Finally, a cap 69 surrounds the upper portion of the spring housing 47 wherein the springs 51 and 53 are placed. This cap is threaded to the housing and secures the mounting member 66 in position to thereby provide a means for adjusting initial spring compression and thus adjusting the discharge pressure in the system.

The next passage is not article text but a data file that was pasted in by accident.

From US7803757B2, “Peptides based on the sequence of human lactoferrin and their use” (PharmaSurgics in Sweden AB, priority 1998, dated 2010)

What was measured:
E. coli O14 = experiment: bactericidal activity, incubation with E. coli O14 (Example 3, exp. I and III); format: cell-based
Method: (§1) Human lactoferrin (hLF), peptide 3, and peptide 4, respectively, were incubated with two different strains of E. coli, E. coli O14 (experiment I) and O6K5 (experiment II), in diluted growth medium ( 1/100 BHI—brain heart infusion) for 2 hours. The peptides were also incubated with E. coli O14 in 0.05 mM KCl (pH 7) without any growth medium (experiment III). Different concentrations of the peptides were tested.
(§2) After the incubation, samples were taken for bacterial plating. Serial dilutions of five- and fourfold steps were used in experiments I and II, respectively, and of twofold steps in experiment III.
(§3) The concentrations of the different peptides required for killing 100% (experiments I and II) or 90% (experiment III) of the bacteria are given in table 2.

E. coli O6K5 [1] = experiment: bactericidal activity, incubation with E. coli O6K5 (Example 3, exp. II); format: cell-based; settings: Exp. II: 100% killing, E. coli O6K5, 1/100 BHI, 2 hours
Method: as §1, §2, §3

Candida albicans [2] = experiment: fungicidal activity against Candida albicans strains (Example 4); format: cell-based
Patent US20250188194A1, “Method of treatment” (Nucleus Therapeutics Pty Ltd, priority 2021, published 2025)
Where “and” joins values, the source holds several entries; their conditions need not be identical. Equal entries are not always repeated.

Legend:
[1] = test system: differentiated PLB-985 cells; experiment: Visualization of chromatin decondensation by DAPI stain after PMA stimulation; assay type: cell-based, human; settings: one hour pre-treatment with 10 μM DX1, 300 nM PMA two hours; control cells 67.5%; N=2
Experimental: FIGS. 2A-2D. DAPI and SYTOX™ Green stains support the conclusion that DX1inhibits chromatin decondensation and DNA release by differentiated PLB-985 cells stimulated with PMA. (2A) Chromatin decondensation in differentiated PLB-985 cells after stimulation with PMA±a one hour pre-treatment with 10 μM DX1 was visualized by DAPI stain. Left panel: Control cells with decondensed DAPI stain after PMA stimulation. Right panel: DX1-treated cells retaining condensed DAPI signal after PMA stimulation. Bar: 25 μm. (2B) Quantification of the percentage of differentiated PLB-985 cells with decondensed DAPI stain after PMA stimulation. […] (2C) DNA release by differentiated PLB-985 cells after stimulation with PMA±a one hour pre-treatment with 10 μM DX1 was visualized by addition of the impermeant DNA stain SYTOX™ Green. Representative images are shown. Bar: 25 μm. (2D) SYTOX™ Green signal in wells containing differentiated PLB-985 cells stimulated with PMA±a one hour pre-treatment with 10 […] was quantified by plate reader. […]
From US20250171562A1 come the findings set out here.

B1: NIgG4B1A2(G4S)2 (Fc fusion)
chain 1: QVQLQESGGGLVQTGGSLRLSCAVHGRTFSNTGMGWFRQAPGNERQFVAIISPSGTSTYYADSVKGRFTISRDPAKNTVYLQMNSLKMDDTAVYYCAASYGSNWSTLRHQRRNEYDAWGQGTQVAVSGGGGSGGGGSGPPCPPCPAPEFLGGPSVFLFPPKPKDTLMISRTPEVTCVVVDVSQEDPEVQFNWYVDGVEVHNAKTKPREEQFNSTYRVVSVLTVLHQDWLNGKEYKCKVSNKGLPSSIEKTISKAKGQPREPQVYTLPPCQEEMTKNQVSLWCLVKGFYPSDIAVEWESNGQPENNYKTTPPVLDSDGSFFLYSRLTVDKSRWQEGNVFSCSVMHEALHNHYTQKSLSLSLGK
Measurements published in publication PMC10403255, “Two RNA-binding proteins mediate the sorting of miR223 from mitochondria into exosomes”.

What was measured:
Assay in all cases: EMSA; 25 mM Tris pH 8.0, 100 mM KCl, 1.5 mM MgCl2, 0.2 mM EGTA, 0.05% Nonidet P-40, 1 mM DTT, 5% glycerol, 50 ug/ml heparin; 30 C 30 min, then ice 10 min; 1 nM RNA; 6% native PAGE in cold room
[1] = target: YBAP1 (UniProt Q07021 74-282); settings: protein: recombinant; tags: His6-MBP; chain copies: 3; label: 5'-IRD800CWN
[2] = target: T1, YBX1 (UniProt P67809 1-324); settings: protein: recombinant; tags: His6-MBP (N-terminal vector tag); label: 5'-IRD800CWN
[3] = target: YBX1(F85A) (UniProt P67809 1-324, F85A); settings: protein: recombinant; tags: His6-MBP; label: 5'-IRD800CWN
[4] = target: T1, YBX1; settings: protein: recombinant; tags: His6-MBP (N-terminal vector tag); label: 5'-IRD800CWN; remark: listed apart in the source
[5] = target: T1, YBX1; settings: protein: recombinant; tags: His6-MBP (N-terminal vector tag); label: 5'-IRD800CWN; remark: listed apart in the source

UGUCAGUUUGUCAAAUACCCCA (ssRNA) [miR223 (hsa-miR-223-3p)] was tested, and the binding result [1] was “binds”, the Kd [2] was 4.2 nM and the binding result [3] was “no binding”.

Referring now to the detail view of FIG. 3 it will be seen that as soon as the valve plug 25 is raised off the valve seat 21, a flow pattern will develop as shown. The liquid, under more or less uniform pressure on all sides of the valve plug, moves radially inward and impinges upon itself at the top center 71 of the axial passageway 23. At this point the liquid changes direction, losing much of its hydrokinetic energy in the process. This creates a region 73 (shown roughly by the dotted lines in FIG. 3) of stagnation pressure, reflecting the local loss of hydrokinetic energy of the liquid. This stagnation pressure acts approximately equally in all directions, normal to the imaginary sphere 73 as shown. In particular, this stagnation pressure acts with a net upward force upon the lower face of the lower plug component 25 and thus provides an additional lifting force acting to urge the valve plug upwardly against the downwardly directed spring forces. It must be remembered that this pressure will increase as the flow through the valve increases. Thus, while the resisting spring force will increase as the springs 51 and 53 are compressed further for larger flows, the stagnation pressure will increase accordingly to offset this increase in the spring force and the system pressure will remain approximately the same.